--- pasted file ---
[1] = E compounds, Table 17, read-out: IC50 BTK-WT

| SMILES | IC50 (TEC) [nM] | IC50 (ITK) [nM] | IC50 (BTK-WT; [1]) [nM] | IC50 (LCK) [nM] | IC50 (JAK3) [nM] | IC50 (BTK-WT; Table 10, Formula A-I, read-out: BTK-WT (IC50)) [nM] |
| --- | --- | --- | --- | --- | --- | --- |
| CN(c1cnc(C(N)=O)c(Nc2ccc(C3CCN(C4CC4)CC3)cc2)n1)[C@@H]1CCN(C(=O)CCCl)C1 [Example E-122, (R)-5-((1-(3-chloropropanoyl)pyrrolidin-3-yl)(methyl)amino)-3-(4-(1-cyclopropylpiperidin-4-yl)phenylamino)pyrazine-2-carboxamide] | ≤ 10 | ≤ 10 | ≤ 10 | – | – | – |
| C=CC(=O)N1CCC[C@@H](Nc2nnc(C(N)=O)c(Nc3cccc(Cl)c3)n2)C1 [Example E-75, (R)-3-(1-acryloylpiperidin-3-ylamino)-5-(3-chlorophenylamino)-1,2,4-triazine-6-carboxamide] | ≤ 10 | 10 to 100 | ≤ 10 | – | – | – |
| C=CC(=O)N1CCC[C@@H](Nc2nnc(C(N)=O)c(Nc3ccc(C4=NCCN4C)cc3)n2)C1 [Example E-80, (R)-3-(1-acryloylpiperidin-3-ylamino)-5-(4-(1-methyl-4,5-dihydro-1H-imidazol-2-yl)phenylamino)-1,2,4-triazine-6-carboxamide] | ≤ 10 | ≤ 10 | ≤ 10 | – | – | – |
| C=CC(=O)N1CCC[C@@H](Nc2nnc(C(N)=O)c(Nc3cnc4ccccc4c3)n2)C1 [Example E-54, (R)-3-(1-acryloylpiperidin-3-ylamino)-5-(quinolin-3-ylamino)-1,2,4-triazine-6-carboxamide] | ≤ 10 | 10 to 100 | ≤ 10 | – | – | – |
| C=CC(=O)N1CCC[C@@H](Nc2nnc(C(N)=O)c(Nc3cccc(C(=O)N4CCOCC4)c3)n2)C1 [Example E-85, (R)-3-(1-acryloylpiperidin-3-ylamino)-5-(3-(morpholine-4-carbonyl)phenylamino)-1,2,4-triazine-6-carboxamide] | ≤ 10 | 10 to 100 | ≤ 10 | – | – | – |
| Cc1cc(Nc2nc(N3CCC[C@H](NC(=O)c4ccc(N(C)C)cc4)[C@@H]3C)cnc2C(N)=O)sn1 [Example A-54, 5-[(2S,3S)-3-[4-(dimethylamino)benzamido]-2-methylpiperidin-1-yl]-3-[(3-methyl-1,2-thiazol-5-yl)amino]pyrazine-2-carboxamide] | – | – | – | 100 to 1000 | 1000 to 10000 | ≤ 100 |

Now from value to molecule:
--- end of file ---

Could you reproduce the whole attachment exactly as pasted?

[1] = E compounds, Table 17, read-out: IC50 BTK-WT

| SMILES | IC50 (TEC) [nM] | IC50 (ITK) [nM] | IC50 (BTK-WT; [1]) [nM] | IC50 (LCK) [nM] | IC50 (JAK3) [nM] | IC50 (BTK-WT; Table 10, Formula A-I, read-out: BTK-WT (IC50)) [nM] |
| --- | --- | --- | --- | --- | --- | --- |
| CN(c1cnc(C(N)=O)c(Nc2ccc(C3CCN(C4CC4)CC3)cc2)n1)[C@@H]1CCN(C(=O)CCCl)C1 [Example E-122, (R)-5-((1-(3-chloropropanoyl)pyrrolidin-3-yl)(methyl)amino)-3-(4-(1-cyclopropylpiperidin-4-yl)phenylamino)pyrazine-2-carboxamide] | ≤ 10 | ≤ 10 | ≤ 10 | – | – | – |
| C=CC(=O)N1CCC[C@@H](Nc2nnc(C(N)=O)c(Nc3cccc(Cl)c3)n2)C1 [Example E-75, (R)-3-(1-acryloylpiperidin-3-ylamino)-5-(3-chlorophenylamino)-1,2,4-triazine-6-carboxamide] | ≤ 10 | 10 to 100 | ≤ 10 | – | – | – |
| C=CC(=O)N1CCC[C@@H](Nc2nnc(C(N)=O)c(Nc3ccc(C4=NCCN4C)cc3)n2)C1 [Example E-80, (R)-3-(1-acryloylpiperidin-3-ylamino)-5-(4-(1-methyl-4,5-dihydro-1H-imidazol-2-yl)phenylamino)-1,2,4-triazine-6-carboxamide] | ≤ 10 | ≤ 10 | ≤ 10 | – | – | – |
| C=CC(=O)N1CCC[C@@H](Nc2nnc(C(N)=O)c(Nc3cnc4ccccc4c3)n2)C1 [Example E-54, (R)-3-(1-acryloylpiperidin-3-ylamino)-5-(quinolin-3-ylamino)-1,2,4-triazine-6-carboxamide] | ≤ 10 | 10 to 100 | ≤ 10 | – | – | – |
| C=CC(=O)N1CCC[C@@H](Nc2nnc(C(N)=O)c(Nc3cccc(C(=O)N4CCOCC4)c3)n2)C1 [Example E-85, (R)-3-(1-acryloylpiperidin-3-ylamino)-5-(3-(morpholine-4-carbonyl)phenylamino)-1,2,4-triazine-6-carboxamide] | ≤ 10 | 10 to 100 | ≤ 10 | – | – | – |
| Cc1cc(Nc2nc(N3CCC[C@H](NC(=O)c4ccc(N(C)C)cc4)[C@@H]3C)cnc2C(N)=O)sn1 [Example A-54, 5-[(2S,3S)-3-[4-(dimethylamino)benzamido]-2-methylpiperidin-1-yl]-3-[(3-methyl-1,2-thiazol-5-yl)amino]pyrazine-2-carboxamide] | – | – | – | 100 to 1000 | 1000 to 10000 | ≤ 100 |

Now from value to molecule: